Finally, after all that hassle, I was in the bus. The cabin was complete and utter pandemonium. Excited kids bounced off the seats, chatting incessantly about the adventure ahead. I was too exhausted to join in the revelry at the moment. They didn't know what I had to go through to get on that bus. So as we rolled off nosily out of the school parking lot, I sat and recalled the events that lead up to this defining moment in my life.
*Flashback 1 month prior to leaving for Outdoor Ed*
"Alright class, as I'm sure you already know, our trip to Walker Creek is next month. I need your permission slips SIGNED and turned in by next week!"
Next week?! That's all I could think of as I grabbed my backpack and headed off. I spent nearly all year telling my parents about Outdoor Ed. Outdoor Ed was a week long trip to camp, taken by all 5th graders. Myself, along with the rest of my friends, had been waiting for this moment since 1st grade. I mean 5 whole days away from home! Monday, Tuesday,Wednesday,Thursday,Friday. This was just so monumental for me. Up to this point in my life, I never spent a whole 24 hours away from home. Sure there was the occasional sleep over. But this was different. Independence, adventure, all for the taking. And the only thing separating me from all this was a signature. My mom's signature...
Any resemblance between my mom and Marie from Everybody loves Raymond is purely coincidental.
Well that was easier said than done. My mom was super paranoid and a little over protective during my early years. She made Ralphie's mom from A Christmas Story look reasonable. I had been telling both my parents about the trip for months now. My dad didn't mind, but my mom was the one who needed convincing. I did everything in my power to coax that signature. I contacted the school and got a promotional VHS explaining the week long foray. I explained to her that the camp itself was only 40 miles away, not that far. Initially she was unmoved by my plights. I started getting desperate, trying to persuade her by the volume of my voice, rather than the logic in my words. And now with the deadline in just a week...I needed that signature, by any means possible.
It ain't pretty, but it gets the job done.
Yep, I whined like a spoiled brat trying to get a Hotwheel while in line at the super market. I used classic lines such as:
-Awww, you never let me do anything!
-Life's not fair, I hate myself!
-Why can't I? Do you want me to end up like Uncle Fred?
Well, this had been more or less my tactic. Although I was talking about it non stop, I was also on my best behavior. I did chores, helped out with dinner, and did my homework, all voluntarily. I left no room for error. I mean, this was a once in a life time thing. People wait their entire lives for moments like these. Girls have prom, geeks have Comicon, and I had Outdoor Ed. My elementary school experience was soiled with things like this. From not being able to go to the Build-a-Bear factory because it was raining, to having to always ride with the teacher on field trips while my friends rode together. But not this time, no sir. I kept up the fine fight. Till one night as I was about to deliberately blast Will Smith's Parents just don't understand for the umpteenth time, when I saw my mom crying on the couch...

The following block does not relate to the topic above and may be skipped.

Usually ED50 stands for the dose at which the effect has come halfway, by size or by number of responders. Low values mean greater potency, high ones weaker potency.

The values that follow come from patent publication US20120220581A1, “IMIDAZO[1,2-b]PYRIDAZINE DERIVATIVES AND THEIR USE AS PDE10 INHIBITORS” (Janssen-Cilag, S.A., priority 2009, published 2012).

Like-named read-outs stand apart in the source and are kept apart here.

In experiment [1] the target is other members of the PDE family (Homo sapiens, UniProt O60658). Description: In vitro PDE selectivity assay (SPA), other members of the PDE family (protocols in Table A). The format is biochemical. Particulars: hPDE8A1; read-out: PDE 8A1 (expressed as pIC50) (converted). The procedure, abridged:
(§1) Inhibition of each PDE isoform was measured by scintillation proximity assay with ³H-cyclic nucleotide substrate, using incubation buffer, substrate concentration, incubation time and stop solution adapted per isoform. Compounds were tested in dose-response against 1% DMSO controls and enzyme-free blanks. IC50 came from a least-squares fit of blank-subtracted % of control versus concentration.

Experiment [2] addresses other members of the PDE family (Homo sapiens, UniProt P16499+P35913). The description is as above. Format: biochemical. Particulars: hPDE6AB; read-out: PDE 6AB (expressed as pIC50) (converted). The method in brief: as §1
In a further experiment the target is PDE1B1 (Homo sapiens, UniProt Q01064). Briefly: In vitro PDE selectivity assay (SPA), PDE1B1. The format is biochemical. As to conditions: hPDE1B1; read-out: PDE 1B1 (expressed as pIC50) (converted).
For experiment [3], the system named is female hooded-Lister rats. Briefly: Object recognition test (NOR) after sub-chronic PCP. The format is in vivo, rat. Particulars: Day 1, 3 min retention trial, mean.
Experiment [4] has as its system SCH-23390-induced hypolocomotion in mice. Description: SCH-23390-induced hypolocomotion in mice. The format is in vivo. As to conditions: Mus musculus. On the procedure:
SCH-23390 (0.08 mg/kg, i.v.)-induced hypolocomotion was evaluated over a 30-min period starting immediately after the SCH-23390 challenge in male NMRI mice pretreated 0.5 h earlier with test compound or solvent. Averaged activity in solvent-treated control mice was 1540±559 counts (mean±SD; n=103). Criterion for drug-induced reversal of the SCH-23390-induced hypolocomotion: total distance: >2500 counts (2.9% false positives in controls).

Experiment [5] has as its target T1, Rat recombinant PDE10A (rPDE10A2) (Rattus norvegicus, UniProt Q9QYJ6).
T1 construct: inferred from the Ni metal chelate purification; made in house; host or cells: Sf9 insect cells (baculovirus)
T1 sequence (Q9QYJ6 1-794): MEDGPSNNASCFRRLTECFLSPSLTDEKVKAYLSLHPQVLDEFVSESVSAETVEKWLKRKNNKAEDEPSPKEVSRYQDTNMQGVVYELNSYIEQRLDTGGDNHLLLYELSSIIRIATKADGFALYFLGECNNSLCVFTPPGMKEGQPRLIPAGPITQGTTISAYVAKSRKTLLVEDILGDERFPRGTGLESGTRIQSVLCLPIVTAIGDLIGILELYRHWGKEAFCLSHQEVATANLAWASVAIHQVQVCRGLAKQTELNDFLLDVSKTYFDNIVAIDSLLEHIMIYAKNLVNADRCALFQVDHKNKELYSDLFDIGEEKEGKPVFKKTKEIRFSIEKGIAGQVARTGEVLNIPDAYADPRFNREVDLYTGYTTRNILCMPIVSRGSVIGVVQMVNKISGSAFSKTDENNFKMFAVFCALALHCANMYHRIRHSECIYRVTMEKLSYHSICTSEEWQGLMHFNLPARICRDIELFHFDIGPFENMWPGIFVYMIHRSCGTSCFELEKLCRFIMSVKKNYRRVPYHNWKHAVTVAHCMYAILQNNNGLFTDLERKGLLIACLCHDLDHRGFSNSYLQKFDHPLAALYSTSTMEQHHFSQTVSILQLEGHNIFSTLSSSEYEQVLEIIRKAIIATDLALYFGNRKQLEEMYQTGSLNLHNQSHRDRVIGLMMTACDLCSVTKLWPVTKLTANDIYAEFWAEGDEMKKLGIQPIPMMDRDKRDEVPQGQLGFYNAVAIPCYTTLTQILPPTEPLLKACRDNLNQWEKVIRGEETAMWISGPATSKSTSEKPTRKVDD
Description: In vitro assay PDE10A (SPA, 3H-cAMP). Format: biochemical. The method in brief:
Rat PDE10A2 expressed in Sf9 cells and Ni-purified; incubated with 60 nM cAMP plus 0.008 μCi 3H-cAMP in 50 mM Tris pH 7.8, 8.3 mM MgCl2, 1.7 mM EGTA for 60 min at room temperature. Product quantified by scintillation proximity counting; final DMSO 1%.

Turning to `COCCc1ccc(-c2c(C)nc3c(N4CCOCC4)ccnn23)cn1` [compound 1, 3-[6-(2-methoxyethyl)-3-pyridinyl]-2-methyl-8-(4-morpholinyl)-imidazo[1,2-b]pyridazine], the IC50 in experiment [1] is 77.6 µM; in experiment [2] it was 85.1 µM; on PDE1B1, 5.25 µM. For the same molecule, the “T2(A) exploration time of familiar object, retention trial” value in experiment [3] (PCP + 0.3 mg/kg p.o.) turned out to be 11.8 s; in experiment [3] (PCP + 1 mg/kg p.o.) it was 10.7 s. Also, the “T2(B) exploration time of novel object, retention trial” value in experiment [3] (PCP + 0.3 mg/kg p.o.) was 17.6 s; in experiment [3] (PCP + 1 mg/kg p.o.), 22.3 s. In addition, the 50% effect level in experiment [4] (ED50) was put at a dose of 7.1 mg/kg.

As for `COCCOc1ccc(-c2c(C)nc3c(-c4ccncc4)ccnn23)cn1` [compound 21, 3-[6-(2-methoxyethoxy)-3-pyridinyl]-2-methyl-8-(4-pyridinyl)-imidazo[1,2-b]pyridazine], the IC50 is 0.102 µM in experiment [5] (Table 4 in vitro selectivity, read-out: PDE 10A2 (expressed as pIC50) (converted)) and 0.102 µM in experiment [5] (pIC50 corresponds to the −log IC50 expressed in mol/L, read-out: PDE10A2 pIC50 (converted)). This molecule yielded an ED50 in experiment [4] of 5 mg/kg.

I walked over to see what was wrong. She had a box of tissues and the TV turned down low. When I asked what was wrong, she turned to me and said those magical words I had been dreaming about hearing for the last 6 months.
Your father and I have decided to let you go to camp...
Well, you'd think I must have been ecstatic right? WRONG.
What was this? Some type of reverse psychology Jedi mind trick? Were they playing out some covert plan they read in a Lipschitz book?! I had no idea.
Jor vanting to go to Outdor Ed is really a cry for more parental guidance, yah.
As it turned out, she was telling the truth. Whelp. I had finally gotten my way, and I didn't know how to handle the sudden realization. I was going. We talked it over as she laid the conditions; I was to be on my best behavior.(Define best) And I was to write a letter to her when I got there. I was thinking, it's only 5 days...by the time you get the letter in the mail, I'll already be back! But this was no time to argue over trivial matters. I agreed to all the terms she could lay out. I watched intently as she signed the permission slip, then slipped that bad boy straight into my back pack. I couldn't wait to turn it in!
I didn't sleep at all that night. Thoughts of the fun to come kept barging into my head like a pesky relative. Finally the alarm clock buzzed and I got up for the first time without having to get prodded out of bed. I got dressed, ate and was out the door in record time. As soon as I got to school, I headed for class to turn in my signed permission slip.